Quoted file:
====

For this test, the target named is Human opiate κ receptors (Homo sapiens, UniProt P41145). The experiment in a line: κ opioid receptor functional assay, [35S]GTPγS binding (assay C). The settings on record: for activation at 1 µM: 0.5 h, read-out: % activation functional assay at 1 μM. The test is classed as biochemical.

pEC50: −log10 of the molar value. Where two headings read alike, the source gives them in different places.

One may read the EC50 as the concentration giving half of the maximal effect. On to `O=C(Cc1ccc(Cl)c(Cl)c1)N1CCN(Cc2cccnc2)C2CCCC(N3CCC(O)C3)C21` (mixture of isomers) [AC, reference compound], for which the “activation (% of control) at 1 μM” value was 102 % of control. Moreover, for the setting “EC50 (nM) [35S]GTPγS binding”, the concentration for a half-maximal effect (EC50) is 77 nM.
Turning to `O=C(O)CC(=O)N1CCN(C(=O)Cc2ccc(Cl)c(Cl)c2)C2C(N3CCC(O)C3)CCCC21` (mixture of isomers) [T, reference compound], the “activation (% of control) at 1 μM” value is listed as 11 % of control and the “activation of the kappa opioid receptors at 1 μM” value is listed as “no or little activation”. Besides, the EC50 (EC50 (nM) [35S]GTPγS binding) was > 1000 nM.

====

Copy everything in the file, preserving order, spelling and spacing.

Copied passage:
For this test, the target named is Human opiate κ receptors (Homo sapiens, UniProt P41145). The experiment in a line: κ opioid receptor functional assay, [35S]GTPγS binding (assay C). The settings on record: for activation at 1 µM: 0.5 h, read-out: % activation functional assay at 1 μM. The test is classed as biochemical.

pEC50: −log10 of the molar value. Where two headings read alike, the source gives them in different places.

One may read the EC50 as the concentration giving half of the maximal effect. On to `O=C(Cc1ccc(Cl)c(Cl)c1)N1CCN(Cc2cccnc2)C2CCCC(N3CCC(O)C3)C21` (mixture of isomers) [AC, reference compound], for which the “activation (% of control) at 1 μM” value was 102 % of control. Moreover, for the setting “EC50 (nM) [35S]GTPγS binding”, the concentration for a half-maximal effect (EC50) is 77 nM.
Turning to `O=C(O)CC(=O)N1CCN(C(=O)Cc2ccc(Cl)c(Cl)c2)C2C(N3CCC(O)C3)CCCC21` (mixture of isomers) [T, reference compound], the “activation (% of control) at 1 μM” value is listed as 11 % of control and the “activation of the kappa opioid receptors at 1 μM” value is listed as “no or little activation”. Besides, the EC50 (EC50 (nM) [35S]GTPγS binding) was > 1000 nM.